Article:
Vivid photos of Harlem in the 70sBy Pictolic https://pictolic.com/article/vivid-photos-of-harlem-in-the-70s.html
French photographer Jack Garofalo spent the summer of 1970 in Harlem, working for Paris Match magazine. Then he was able to capture on film the rhythm of life of this legendary New York area, which has long been considered the birthplace of gangsters and a stronghold of criminal gangs. At the time, many residents were leaving Harlem due to poor infrastructure and poor security, but not all could afford to move and stayed in the crime-ridden neighborhoods. Despite all the difficulties, the area was bustling with life.
In the summer of 1970, French photographer Jack Garofalo (1923-2004) spent six weeks in Harlem, a neighborhood in the northern part of New York's Manhattan district that is considered the birthplace of gangsters and a stronghold of criminal gangs.
Over the previous decade, in the midst of mass riots, many local residents who had the opportunity tried to move to the surrounding areas with a more developed and prosperous infrastructure.
Nevertheless, life continued and the people who remained here out of need or on their own, despite all the difficulties, turned this place into one of the most original and bright points on the map of New York at that time.
Garofalo arrived here to shoot a series of photos for the cover of Paris Match magazine. His candid street shots document the vibrant sights and culture of Harlem, predominantly focusing on its black residents and their daily lives.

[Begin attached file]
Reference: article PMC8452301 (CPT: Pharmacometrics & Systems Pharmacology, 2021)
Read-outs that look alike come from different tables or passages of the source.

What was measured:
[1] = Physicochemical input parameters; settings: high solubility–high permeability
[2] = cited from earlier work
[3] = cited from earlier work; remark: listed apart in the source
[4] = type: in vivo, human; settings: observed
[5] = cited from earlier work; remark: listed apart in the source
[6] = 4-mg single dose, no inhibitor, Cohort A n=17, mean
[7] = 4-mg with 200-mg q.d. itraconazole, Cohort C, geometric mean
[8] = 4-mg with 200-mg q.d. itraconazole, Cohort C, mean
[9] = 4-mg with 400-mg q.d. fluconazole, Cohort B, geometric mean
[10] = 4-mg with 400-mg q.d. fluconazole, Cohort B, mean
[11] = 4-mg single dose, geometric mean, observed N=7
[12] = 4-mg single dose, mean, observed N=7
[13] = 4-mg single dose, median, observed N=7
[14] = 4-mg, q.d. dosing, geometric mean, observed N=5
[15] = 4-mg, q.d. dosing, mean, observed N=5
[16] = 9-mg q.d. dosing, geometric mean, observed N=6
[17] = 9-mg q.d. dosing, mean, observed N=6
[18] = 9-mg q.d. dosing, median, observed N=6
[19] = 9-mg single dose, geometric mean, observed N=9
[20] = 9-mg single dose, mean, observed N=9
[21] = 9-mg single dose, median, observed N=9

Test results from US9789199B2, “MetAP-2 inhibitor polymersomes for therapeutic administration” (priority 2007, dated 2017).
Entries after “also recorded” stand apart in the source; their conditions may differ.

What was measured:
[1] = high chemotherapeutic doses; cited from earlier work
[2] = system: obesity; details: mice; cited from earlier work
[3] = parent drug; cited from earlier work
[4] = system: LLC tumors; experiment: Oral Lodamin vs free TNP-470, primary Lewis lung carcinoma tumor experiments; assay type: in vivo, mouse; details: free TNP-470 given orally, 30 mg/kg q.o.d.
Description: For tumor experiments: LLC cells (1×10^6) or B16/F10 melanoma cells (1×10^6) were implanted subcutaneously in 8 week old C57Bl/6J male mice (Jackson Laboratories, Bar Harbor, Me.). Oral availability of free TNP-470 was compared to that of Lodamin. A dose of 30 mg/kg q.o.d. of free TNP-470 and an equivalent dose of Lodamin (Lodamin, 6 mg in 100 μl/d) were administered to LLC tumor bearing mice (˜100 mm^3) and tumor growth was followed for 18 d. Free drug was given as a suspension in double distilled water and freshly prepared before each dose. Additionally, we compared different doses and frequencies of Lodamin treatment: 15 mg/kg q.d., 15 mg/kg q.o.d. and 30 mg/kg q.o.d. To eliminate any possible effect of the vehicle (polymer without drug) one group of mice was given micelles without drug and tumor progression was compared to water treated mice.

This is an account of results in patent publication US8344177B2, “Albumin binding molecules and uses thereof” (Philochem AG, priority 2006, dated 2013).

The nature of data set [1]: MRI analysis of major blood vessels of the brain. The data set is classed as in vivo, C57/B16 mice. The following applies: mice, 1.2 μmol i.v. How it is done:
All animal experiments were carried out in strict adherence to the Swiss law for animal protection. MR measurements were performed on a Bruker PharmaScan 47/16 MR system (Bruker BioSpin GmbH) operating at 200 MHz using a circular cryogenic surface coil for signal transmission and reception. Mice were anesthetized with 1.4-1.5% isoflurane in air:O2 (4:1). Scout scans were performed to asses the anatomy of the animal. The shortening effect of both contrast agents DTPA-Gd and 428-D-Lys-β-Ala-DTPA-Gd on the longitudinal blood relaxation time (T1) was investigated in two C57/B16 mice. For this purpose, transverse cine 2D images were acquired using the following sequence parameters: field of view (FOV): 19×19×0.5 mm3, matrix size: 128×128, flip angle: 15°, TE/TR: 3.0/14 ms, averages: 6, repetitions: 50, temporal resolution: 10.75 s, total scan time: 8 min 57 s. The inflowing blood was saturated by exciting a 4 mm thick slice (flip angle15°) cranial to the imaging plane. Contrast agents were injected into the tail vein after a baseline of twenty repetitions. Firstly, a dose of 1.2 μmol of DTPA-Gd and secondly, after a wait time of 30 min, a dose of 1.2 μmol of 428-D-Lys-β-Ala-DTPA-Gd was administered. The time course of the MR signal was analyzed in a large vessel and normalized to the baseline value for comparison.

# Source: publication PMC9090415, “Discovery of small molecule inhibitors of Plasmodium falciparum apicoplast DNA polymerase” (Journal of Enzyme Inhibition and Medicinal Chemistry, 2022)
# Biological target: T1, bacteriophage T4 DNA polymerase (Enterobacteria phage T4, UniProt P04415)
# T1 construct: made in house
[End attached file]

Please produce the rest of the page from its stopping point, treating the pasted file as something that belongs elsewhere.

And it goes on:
Most of the subjects of Garofalo's photographs were people who could not afford to leave Harlem during the turbulent migration period.
In the 1960s, large numbers of local residents moved from Manhattan to the boroughs of Queens, Brooklyn, and the Bronx in search of better housing, better schools, and greater security.
Despite the mass exodus that left behind many poor, uneducated, and unemployed locals, Harlem was still a vibrant place.
These striking images show that Harlem continued its vibrant life in its distinctive style, and its inhabitants were filled with a strong sense of community.
The photos preserve the colorful spirit of that unique moment in history so well, as if they open a window to the past-to the Harlem of the 1970s.